Campaigners win 'David v Goliath' battle as Doncaster A1M Moto service station plan is thrown out by Government

Campaigners fighting a ‘David v Goliath’ battle against plans for a massive motorway service station in Doncaster have come out victorious after the Government ruled in their favour.

Tuesday, 23rd July 2019, 17:00 pm
Moto Hospitality Limited's proposal for a service station on land north east of junction 37 of the A1(M) Marr Roundabout, Doncaster has been thrown out on appeal

Moto Hospitality Limited, who operate 60 service stations across the UK, originally submitted plans for large scale development off the Marr roundabout at junction 37 of the A1M/A635 in February 2017.

The scheme included a petrol station, a drive-through Costa Coffee, Greggs, M&S Simply Food, WH Smith, Burger King, an Arlo’s restaurant, a games centre, space for several other food and retail units along with a 562-space car park.

Despite support from top bosses at Doncaster Council, councillors on the planning committee rejected the plans over concerns around the impact on the environment and wildlife.

Moto Hospitality Limited's proposal for a service station on land north east of junction 37 of the A1(M) Marr Roundabout, Doncaster.

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Moto Hospitality Ltd appealed the decision and a public inquiry took place back in December at Cast Theatre.

Maria Stasiak, a decision officer at the government department on behalf of Secretary of State James Brokenshire, said the need for a motorway service station ‘attracts limited weight’ in terms of economic benefits.

Following the six-day hearing, the decision ruled in the campaigners favour in published documents this week.

Campaigners battling the proposals said they were delighted at the decision after years of turmoil and stress.

Rhonda Job, chairman of the Joint Rural Parishes which represents 16 village communities in west Doncaster, said herself and others ‘cancelled Christmases’ in fighting this development and added they were ‘over the moon’ at the decision.

“Fundamentally, we believed that this planning application was so wrong, it was an awful, awful time but we managed to get through it,” she said.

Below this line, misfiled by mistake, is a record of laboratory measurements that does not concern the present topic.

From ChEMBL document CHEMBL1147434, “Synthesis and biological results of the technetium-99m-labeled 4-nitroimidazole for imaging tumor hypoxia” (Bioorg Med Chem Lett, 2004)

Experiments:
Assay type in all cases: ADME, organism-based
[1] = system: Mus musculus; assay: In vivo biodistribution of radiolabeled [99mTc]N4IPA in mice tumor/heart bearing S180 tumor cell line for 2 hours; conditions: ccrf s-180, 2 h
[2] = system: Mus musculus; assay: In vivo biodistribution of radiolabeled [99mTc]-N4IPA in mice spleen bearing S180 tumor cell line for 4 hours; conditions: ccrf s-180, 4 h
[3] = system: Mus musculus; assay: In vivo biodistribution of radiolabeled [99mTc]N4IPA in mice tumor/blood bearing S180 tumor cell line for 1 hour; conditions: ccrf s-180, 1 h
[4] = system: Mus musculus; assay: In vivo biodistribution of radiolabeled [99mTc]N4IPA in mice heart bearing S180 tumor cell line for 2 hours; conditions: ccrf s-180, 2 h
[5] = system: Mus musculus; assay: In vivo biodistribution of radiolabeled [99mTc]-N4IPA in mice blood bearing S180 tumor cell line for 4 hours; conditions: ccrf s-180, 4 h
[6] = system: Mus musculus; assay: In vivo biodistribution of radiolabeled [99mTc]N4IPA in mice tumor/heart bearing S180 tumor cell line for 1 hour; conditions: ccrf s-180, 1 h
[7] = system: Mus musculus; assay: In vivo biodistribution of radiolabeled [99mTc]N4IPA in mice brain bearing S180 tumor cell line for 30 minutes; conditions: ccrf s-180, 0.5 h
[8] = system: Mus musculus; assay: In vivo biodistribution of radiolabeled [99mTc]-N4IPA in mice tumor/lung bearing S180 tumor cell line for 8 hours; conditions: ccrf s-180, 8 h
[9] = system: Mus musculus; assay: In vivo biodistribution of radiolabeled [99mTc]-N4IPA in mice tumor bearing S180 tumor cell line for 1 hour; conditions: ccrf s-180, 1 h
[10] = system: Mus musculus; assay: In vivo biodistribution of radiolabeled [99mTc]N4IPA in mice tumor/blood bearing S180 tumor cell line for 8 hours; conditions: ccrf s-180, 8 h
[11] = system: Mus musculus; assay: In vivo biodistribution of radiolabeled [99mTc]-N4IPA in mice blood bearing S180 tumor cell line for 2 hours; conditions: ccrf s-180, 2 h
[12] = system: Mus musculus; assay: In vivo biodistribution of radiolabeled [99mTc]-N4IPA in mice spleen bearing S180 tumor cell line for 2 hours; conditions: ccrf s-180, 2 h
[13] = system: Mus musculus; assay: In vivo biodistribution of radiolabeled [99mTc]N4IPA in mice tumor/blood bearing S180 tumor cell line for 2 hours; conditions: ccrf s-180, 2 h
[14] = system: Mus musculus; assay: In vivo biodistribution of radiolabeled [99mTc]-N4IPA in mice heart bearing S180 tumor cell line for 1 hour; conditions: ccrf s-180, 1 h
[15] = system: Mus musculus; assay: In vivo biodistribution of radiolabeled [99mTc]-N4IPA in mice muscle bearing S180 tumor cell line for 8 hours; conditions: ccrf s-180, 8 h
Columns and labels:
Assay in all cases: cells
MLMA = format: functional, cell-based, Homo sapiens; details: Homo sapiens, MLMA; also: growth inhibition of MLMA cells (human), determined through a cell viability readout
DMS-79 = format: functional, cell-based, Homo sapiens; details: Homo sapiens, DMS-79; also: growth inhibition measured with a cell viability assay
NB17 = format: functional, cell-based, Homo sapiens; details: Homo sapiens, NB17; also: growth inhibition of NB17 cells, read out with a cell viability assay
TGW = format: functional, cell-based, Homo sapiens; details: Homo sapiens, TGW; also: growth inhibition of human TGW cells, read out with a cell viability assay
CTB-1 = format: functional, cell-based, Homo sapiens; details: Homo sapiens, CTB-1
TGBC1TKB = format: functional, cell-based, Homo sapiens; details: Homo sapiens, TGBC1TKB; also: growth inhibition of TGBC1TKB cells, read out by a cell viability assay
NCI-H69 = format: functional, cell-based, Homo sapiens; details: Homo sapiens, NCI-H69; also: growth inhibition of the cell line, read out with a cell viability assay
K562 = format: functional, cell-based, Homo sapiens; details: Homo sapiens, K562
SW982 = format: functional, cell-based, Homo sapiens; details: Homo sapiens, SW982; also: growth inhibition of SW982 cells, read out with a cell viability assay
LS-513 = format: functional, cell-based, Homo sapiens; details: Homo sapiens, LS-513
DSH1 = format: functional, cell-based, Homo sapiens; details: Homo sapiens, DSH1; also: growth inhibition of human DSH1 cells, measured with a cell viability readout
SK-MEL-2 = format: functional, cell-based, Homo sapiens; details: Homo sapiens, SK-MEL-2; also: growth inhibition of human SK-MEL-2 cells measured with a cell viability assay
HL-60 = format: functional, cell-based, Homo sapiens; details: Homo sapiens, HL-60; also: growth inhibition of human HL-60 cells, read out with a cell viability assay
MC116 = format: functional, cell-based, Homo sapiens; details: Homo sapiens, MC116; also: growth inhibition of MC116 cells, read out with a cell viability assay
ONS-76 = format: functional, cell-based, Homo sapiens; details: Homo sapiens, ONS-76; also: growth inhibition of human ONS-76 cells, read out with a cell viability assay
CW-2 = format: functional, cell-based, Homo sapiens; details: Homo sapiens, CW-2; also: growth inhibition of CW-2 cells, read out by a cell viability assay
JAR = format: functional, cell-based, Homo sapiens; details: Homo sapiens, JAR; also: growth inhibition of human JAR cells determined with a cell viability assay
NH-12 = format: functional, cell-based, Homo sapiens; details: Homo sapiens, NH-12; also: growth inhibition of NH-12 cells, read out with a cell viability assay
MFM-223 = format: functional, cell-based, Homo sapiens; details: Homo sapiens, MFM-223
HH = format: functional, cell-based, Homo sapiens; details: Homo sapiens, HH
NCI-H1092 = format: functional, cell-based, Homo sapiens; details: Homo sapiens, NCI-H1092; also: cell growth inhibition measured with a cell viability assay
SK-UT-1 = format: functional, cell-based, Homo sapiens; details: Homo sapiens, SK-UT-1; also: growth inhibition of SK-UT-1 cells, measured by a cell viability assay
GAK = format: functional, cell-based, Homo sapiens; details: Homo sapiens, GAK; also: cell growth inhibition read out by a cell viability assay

“It really was an uphill battle and Nick Balliger, Pam Moorhouse and myself, virtually had to cancel our family Christmases for the last two years in order to prepare for the planning committee meeting and then the public inquiry appeal.

“The Secretary of State’s decision to reject this planning application means so much more to us than just winning because of everything we went through. We’re all just over the moon.”

Moto Hospitality Limited's proposal for a service station on land north east of junction 37 of the A1(M) Marr Roundabout, Doncaster has been thrown out on appeal. An aerial shot of the proposed development.

Joint Rural Parishes secretary Pam Moorhouse added: “It is crucially important that ordinary people can have their say, even though it sometimes takes a personal toll and comes at enormous personal cost. This was most definitely a true David and Goliath situation.”

Cynthia Ransome, Conservative councillor for the Sprotbrough ward, paid tribute to the three campaigners.

“Had it not been for the JRP and the diligence, knowledge and tenacity of three exceptional people, an unneeded and inappropriate major development, causing more disruption to the A635 and junction 37 of the A1(M) would have gone ahead.

“Had this application been permitted, it would have taken prime grade 2 agricultural land, the best we have in Doncaster.”

Rhonda Job, Joint Rural Parishes Chairman

Following the decision on behalf of Me Brokenshire, Ms Stasiak said: “The Secretary of State considers that the harm to the Green Belt attracts substantial weight against the proposal, that the harm to the landscape, loss of countryside and visual amenity together attract significant weight against the proposal and that the loss of the best and most versatile agricultural land also attracts moderate weight against the proposal.

“The Secretary of State considers that the proposal is inappropriate development in the Green Belt, which should not be approved except in very special circumstances which will not exist unless the potential harm to the Green Belt and any other harm from the proposal are clearly outweighed by other considerations.

“Mr Brokenshire concludes that there are no material considerations which indicate that the proposal should be determined other than in accordance with the development plan.”